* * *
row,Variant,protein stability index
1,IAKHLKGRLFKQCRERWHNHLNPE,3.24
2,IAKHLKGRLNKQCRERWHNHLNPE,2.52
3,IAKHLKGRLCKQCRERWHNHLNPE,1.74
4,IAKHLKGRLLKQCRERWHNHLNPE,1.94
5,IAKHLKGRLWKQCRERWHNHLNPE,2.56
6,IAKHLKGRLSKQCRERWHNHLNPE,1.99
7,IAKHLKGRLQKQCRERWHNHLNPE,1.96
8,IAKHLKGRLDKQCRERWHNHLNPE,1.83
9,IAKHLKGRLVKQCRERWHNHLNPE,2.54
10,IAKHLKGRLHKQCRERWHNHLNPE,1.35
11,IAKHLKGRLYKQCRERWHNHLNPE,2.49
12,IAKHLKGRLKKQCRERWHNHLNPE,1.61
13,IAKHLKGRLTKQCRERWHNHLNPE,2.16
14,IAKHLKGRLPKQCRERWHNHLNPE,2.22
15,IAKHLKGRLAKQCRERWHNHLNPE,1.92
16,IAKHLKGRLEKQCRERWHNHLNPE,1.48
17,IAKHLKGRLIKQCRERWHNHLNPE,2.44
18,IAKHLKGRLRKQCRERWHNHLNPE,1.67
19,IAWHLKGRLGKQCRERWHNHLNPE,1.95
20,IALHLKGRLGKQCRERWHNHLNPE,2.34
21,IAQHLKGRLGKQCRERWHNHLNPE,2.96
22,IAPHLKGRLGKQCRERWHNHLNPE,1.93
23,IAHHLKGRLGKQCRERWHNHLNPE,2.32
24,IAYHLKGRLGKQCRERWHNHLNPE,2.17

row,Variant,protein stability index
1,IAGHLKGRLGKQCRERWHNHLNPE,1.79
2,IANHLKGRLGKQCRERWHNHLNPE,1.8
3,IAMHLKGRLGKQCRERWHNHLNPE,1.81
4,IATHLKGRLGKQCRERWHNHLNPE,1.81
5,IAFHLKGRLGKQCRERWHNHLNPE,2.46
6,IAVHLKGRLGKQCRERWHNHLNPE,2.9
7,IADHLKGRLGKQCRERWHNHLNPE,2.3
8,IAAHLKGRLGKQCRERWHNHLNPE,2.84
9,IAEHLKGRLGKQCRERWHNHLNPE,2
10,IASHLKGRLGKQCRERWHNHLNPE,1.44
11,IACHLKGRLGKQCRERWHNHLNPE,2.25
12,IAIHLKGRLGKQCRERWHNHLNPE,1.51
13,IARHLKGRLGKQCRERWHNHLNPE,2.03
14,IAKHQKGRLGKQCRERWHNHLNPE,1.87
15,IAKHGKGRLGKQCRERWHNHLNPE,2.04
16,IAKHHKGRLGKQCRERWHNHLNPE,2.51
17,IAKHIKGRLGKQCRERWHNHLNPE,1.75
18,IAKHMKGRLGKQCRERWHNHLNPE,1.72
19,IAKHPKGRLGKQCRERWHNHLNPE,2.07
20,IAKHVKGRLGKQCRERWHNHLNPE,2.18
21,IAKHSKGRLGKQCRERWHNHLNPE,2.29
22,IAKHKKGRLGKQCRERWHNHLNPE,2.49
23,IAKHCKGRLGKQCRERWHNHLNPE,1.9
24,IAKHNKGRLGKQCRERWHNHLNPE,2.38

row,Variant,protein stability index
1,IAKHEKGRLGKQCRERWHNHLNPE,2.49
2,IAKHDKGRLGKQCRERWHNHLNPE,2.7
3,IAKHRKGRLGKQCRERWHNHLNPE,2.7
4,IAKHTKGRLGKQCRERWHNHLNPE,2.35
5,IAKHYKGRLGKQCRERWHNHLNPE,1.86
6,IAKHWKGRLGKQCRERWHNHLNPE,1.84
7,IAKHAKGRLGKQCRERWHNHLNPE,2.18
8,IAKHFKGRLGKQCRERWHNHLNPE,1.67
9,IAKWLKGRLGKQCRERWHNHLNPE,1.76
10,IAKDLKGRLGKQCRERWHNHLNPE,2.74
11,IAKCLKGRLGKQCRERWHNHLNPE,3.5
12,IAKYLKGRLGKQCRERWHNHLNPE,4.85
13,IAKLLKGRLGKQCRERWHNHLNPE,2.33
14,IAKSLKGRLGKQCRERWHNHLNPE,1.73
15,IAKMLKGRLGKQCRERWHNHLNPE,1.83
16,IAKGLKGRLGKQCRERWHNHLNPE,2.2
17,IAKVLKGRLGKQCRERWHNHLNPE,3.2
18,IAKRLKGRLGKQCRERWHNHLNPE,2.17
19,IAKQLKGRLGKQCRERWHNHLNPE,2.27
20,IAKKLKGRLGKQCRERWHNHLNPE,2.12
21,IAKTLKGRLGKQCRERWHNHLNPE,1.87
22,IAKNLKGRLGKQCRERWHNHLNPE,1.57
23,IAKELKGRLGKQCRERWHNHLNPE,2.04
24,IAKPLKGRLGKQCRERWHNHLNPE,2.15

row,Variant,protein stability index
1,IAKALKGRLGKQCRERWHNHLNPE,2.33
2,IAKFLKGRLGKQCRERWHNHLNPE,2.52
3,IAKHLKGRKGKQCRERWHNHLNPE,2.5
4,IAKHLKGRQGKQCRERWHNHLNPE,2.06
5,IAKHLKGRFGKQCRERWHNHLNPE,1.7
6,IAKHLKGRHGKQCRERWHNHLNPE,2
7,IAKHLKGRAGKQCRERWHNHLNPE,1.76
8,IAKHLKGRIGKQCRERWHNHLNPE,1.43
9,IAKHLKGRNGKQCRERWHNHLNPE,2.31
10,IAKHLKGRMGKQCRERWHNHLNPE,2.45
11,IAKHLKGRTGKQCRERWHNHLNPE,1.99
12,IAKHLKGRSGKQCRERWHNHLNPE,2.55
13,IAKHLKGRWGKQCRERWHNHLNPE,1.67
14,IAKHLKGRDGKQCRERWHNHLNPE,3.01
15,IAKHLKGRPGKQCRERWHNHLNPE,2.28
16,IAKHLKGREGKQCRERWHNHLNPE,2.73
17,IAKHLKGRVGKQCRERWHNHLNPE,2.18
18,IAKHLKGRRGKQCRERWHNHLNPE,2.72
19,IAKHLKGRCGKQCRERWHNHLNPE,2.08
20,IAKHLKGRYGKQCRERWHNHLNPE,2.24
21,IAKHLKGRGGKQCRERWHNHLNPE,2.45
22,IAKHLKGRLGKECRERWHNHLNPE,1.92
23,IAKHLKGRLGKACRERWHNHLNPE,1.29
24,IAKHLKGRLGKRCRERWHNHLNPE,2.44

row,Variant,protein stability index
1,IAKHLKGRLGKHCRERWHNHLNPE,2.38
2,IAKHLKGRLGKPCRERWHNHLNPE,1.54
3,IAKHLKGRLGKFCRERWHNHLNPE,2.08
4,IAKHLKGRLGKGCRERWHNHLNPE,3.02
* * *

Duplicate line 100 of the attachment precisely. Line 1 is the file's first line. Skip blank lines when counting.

24,IAKHLKGRLGKRCRERWHNHLNPE,2.44